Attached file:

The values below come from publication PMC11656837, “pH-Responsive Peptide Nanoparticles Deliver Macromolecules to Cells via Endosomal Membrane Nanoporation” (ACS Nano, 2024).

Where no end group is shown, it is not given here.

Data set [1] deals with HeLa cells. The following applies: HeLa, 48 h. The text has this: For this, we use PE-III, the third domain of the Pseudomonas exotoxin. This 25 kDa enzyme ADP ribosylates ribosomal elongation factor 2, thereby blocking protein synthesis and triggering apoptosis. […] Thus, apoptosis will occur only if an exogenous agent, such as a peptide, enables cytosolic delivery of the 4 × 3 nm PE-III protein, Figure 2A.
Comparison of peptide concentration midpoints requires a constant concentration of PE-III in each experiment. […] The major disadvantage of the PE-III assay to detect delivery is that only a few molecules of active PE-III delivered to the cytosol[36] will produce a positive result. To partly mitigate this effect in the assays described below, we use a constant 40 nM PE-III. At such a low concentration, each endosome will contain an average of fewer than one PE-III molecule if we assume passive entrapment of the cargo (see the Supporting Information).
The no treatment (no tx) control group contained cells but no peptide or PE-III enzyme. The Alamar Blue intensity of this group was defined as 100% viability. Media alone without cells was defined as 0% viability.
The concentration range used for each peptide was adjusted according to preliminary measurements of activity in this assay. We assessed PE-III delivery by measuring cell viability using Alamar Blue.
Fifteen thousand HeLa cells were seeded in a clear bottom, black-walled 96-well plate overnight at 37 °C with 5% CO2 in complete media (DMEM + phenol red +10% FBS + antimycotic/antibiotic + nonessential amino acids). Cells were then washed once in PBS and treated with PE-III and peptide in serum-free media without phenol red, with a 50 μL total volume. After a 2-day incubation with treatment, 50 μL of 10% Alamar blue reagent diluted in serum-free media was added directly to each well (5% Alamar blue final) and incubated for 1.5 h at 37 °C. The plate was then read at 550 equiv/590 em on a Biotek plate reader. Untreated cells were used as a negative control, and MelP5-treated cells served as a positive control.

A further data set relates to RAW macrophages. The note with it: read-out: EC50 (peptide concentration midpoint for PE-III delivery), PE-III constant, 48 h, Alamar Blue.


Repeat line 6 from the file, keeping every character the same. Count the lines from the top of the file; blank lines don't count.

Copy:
The concentration range used for each peptide was adjusted according to preliminary measurements of activity in this assay. We assessed PE-III delivery by measuring cell viability using Alamar Blue.